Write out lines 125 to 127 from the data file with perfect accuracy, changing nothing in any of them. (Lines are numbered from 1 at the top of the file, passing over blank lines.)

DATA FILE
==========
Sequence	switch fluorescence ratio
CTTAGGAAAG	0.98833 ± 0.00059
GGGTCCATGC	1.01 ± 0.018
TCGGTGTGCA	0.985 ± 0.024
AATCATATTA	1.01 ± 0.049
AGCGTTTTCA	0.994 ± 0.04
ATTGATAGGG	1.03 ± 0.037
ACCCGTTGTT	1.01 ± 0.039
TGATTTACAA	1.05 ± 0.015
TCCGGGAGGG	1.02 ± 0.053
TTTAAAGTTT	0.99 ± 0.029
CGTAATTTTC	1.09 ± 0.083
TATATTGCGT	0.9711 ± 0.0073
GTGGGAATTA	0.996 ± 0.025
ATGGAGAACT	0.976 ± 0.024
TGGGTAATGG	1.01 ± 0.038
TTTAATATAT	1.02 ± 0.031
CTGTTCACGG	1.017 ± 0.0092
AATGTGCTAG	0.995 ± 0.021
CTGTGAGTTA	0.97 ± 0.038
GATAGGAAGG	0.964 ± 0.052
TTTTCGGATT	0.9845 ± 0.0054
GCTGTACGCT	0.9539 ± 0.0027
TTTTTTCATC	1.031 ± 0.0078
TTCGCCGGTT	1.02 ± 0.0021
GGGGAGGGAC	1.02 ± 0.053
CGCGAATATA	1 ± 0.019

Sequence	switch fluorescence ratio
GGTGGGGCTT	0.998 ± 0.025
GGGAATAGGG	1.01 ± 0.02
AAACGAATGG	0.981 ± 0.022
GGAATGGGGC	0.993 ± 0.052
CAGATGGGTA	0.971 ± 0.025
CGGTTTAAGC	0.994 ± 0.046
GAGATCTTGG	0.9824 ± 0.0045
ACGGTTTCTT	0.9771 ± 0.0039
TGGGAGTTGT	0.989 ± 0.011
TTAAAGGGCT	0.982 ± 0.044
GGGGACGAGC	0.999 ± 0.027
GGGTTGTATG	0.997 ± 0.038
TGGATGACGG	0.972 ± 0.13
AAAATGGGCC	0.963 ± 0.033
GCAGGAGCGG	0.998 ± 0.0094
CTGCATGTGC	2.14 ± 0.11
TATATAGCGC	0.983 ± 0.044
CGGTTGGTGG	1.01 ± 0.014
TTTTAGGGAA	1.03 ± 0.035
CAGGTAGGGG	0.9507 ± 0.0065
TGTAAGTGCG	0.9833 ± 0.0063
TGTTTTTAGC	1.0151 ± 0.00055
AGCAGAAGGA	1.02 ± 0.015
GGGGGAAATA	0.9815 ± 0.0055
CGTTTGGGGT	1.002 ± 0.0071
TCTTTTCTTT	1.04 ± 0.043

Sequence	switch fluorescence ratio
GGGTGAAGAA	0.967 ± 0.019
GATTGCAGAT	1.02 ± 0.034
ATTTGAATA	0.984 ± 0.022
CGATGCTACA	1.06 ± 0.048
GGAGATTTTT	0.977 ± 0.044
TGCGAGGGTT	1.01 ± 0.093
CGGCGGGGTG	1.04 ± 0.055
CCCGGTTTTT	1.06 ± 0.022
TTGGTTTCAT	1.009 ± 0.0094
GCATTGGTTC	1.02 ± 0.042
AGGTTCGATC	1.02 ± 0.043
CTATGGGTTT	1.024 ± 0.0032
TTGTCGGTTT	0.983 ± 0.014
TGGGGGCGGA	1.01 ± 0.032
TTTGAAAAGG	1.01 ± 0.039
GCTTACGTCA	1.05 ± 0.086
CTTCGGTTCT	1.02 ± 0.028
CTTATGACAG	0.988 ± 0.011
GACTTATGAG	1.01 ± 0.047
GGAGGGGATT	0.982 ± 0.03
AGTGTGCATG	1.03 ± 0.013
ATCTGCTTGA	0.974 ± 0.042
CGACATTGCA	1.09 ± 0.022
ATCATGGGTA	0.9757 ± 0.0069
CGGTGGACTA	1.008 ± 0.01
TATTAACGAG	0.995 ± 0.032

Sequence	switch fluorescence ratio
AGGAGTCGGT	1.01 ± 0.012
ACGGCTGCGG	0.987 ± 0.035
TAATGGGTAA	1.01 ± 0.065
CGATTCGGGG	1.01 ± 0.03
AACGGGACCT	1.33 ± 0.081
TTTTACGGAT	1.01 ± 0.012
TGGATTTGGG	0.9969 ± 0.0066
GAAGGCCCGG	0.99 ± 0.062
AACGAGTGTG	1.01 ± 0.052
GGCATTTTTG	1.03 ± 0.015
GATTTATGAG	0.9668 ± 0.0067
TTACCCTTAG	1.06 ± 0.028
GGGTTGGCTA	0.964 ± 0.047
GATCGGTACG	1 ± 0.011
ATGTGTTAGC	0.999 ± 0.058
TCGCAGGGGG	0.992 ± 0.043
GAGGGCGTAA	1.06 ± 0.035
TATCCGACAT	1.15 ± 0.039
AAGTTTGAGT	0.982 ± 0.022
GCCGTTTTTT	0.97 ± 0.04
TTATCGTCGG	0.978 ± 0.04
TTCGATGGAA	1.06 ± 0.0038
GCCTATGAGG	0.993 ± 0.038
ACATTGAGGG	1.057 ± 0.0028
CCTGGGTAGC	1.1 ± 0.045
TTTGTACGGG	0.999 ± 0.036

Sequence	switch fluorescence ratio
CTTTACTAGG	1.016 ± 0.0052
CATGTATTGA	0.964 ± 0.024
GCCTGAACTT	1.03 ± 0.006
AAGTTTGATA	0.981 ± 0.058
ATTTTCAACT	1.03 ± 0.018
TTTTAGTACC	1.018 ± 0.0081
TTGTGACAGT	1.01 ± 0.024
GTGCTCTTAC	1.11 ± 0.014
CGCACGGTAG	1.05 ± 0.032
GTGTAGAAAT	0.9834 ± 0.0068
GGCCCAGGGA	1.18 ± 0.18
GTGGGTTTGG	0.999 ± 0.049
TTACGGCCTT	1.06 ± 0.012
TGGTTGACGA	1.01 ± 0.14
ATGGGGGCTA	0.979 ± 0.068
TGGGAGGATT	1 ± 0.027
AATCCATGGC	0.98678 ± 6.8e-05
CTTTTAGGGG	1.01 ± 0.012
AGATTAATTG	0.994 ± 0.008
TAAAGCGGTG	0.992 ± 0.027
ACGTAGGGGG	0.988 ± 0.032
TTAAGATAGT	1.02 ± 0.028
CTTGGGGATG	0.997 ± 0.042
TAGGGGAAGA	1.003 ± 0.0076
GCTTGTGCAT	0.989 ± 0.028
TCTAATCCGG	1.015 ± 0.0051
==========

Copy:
TGGGAGGATT	1 ± 0.027
AATCCATGGC	0.98678 ± 6.8e-05
CTTTTAGGGG	1.01 ± 0.012